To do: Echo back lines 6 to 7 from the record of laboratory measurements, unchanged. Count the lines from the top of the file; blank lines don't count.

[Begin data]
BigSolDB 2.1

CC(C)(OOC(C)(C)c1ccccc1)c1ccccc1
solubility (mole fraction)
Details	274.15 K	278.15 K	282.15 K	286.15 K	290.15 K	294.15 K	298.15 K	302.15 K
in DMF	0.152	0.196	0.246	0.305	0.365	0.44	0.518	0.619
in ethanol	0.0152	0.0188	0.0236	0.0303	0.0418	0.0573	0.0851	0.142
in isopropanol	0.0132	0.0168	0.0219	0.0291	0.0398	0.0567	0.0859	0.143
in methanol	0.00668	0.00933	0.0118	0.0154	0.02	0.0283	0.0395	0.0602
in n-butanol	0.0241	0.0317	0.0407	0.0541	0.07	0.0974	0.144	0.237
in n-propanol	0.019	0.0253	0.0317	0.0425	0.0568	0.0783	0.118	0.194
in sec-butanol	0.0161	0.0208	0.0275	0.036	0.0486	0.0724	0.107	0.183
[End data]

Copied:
in ethanol	0.0152	0.0188	0.0236	0.0303	0.0418	0.0573	0.0851	0.142
in isopropanol	0.0132	0.0168	0.0219	0.0291	0.0398	0.0567	0.0859	0.143